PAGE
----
FIG. 5 shows details of the keyboard and storage means 14 and the weight decoder and serializer 16. The keyboard apparatus and storage means is shown generally at 92 and comprises 18 columns of keys, each column having keys 1 through 9. Many known types of keyboards may be used in conjunction with the present invention. For example, the information can be stored in a memory-type keyboard or in latch banks which contain the information in decimal or binary coded decimal form from a self-restoring type of keyboard. In a memory-type keyboard, the information is retained until a restore signal is applied. A self-restoring type keyboard is one in which a key automatically restores when the operator releases the key. As shown at 92 in FIG. 5, a depressed key connects a column select input line to one of the digit output lines D1 through D9. Storage is provided for numbers entered into the keyboard until the keyboard is cleared and made ready for the next entry. The digit output lines D1 through D9 are connected as shown to the x1 section and the x2 section 82. The x1 section 80 comprises four OR gates 86 and four AND gates 90. The x2 section includes four OR gates 84 and four AND gates 88. The digit input lines are connected to the OR gates 84 such that the energization of any one of the digit lines results in the corresponding digit being properly weighted in accordance with column 3 of Table II above, and converted into a 4-bit binary number at the outputs of the four OR gates 84. For example, referring to Table II above it is seen that for a key value of 7 and a weight value of 2, the resultant output should be equal to the decimal value of 5. Referring to FIG. 5, it is seen that the input digit line D7 is connected to OR gates 84a and 840 to provide the output 0101, which is the 4-bit binary equivalent of the decimal value 5.

Connections are made to the OR gates 86 of the x1 section 80 such that the digit input is directly coded into a 4-bit binary number. The 4-bit binary output from OR gates 84 is applied respectively to AND gates 88 within the x2 section 82. The AND gates 88 operate to serialize the 4-bit binary input thereto provided the system is in the ARITI-I mode and receives an ARITH input, and also provided that the x2 input line is energized. When the latter conditions occur, the bit timing pulses Btl through Bt4 sequentially energize AND gates 88 to serially pass, lowest order first, the 4-bit binary outputs from OR gates 84 to the arithmetic and output means.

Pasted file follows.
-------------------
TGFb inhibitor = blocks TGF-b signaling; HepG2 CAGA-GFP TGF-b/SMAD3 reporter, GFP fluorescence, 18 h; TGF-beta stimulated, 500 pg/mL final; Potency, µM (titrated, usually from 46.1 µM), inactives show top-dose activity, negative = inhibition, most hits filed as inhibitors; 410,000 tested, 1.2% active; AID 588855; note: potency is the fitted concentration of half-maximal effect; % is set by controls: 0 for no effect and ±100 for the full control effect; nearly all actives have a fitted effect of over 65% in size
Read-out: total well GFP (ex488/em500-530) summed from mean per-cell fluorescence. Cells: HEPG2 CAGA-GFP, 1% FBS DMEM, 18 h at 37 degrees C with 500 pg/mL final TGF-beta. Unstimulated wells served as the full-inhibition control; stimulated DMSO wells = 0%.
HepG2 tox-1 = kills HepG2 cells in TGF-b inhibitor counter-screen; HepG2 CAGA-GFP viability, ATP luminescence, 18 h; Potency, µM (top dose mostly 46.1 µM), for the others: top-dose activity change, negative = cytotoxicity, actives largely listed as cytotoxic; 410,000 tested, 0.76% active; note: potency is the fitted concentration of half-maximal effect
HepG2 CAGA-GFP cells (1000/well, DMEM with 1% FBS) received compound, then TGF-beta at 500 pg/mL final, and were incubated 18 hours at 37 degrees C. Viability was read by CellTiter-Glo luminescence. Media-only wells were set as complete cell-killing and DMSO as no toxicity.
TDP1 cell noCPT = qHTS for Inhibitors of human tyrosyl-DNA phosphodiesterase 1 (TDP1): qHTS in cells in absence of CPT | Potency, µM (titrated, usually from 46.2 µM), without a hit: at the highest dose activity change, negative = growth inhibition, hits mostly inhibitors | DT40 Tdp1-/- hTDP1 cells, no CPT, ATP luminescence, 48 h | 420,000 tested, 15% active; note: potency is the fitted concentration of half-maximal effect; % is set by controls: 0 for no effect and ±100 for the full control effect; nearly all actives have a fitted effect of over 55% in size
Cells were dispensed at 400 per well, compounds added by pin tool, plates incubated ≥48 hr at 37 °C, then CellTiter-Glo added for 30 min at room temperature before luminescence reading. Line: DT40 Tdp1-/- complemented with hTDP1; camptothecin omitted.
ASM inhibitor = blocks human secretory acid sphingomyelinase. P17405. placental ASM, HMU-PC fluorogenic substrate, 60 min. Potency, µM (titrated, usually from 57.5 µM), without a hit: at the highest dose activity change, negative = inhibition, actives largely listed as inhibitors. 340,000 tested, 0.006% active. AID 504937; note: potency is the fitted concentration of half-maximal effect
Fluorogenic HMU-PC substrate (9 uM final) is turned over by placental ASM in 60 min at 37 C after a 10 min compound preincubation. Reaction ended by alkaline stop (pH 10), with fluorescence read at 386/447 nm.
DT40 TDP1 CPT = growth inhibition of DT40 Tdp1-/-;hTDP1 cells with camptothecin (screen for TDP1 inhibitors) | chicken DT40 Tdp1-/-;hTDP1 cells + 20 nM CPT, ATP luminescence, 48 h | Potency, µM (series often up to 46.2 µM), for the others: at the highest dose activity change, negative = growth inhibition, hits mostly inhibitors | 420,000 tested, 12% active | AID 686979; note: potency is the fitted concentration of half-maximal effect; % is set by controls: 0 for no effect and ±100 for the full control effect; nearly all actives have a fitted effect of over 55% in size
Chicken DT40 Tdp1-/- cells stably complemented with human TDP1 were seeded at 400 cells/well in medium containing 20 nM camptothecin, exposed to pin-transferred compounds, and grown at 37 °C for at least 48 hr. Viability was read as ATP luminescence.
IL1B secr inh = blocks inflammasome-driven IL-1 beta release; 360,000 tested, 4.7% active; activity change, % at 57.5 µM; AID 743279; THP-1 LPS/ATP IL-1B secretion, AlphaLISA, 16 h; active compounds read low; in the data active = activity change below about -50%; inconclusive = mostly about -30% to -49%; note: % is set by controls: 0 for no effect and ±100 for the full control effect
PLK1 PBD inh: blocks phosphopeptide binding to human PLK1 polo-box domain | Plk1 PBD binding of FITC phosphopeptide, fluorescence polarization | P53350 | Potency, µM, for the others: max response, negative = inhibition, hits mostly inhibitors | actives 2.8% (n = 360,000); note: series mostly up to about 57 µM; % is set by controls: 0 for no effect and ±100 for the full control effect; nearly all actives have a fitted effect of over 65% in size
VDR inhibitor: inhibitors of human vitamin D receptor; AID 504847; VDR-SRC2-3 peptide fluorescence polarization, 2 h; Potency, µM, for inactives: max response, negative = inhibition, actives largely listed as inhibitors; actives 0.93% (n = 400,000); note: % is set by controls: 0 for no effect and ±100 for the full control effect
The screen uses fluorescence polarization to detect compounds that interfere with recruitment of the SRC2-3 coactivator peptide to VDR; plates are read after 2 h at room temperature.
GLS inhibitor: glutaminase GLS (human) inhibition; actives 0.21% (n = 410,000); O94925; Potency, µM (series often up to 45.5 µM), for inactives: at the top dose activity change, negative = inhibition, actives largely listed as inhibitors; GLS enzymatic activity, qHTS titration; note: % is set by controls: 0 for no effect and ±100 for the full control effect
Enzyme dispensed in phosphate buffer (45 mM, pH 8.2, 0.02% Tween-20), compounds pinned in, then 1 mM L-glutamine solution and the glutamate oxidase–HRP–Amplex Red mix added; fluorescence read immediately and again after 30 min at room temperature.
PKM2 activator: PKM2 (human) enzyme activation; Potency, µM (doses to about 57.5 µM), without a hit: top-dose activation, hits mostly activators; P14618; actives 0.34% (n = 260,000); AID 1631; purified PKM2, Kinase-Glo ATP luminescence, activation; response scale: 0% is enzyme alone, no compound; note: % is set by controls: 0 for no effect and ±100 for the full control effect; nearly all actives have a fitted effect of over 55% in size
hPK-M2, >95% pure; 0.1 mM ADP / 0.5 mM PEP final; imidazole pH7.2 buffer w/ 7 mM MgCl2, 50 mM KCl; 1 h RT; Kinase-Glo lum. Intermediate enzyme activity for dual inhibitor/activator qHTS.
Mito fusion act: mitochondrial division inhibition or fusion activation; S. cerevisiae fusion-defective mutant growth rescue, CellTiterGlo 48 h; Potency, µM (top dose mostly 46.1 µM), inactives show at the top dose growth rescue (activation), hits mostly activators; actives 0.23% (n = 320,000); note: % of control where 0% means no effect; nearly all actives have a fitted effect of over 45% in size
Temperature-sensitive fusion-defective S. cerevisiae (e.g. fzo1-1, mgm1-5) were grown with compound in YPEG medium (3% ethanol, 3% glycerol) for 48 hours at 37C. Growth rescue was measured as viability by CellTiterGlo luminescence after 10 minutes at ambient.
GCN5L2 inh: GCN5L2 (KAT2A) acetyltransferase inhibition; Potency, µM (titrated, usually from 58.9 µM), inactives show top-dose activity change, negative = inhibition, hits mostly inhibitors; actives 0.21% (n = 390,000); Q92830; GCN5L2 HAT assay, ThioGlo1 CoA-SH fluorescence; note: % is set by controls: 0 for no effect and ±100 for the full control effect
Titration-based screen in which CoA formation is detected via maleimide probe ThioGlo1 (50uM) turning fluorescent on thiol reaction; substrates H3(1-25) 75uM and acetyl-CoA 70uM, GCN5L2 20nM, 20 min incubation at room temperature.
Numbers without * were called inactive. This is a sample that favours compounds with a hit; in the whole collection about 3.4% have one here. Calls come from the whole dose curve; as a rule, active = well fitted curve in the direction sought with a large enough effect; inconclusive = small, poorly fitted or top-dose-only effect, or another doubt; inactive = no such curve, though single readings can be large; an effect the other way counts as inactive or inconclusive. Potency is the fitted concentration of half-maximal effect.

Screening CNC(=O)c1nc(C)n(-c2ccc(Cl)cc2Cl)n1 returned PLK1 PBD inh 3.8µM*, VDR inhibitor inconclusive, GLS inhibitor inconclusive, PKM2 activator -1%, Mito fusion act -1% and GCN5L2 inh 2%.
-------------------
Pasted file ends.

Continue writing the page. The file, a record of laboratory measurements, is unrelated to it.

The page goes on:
When the output line x1 from the weight selector logic is energized, the AND gates 88 are inoperative and the AND gates 90 are operative. The latter AND gates operate to serialize the 4-bit binary number which appears at the outputs of the OR gates 86. Thus, it is seen that each time a column is selected by an energized column select line, the digit keyed into that selected column is operated upon in accordance with the control inputs from the weight selector logic to provide a 4-bit binary number that is serially entered into the arithmetic and output means. As will be described in more detail hereafter, during the mod 10 operation the x1 and x2 lines are alternately energized in response to each column select input, whereas during the mod 11 operation the x1 line remains energized and the x2 line remains deenergized.

The logic details of the arithmetic and output means 211 (FIG. 1) is shown in FIG. 6. The 4-bit binary inputs from the weight decoder and serializer (FIG. 5) are applied through OR gate 140 to the Y input of a full adder 142. The sum digit output from full adder 142 is applied to a 4-stage shift register 144 which serves as the accumulation register. The output from the last stage of the 4-stage shift register 144 is applied to the X input of full adder 142 via an AND gate 146. The times at which the sum digits from full adder 142 are shifted into the accumulation shift register 144 are controlled by OR gate 194 and AND gate 196. The latter two gates also control the times at which a carryover output from 'the full adder 142 is entered into a 1-bit register 2111). The bit stored in the l-bit register 2110 is applied to the carry-in input of the full adder 142. The times at which the contents of the last stage of the accumulation register 144 is entered into the X input of the full adder 142 is under control of the OR gate 148.

The C bit from the l-bit register 200 is applied to correction logic circuitry which includes AND gates 174, 176, 182, 1216, 1911, and 192, OR gates 180 and 184, CORRECT latch 1811, and ARITI'I latch 178. The outputs from the correction logic circuitry which are taken from AND gates 182 and 1&6 are applied via the OR gate 140 to the Y input terminal of the full adder 142.

The total contents of the accumulation shift register 144 is applied to a ten decoder 152 and an 11 decoder 150. The 10 decoder 152 provides an output if the 4-bit binary number stored in the accumulation register 144 corresponds to the decimal value 10. The 11 decoder 150 provides an output if the 4-bit binary numbers stored in the accumulation register 144 corresponds to the decimal number 1 1. The decoder outputs are applied via AND gates 154, and 156, OR gate 158, INVERT gate 160 and AND'gate 162, to the set input terminal of an ERROR latch 164. When set, the ERROR latch energizes the ERROR lamp 166. The timing control for the error latch 164 is controlled by AND gate 170, OR gate 168, and the remaining inputs to AND gate 162.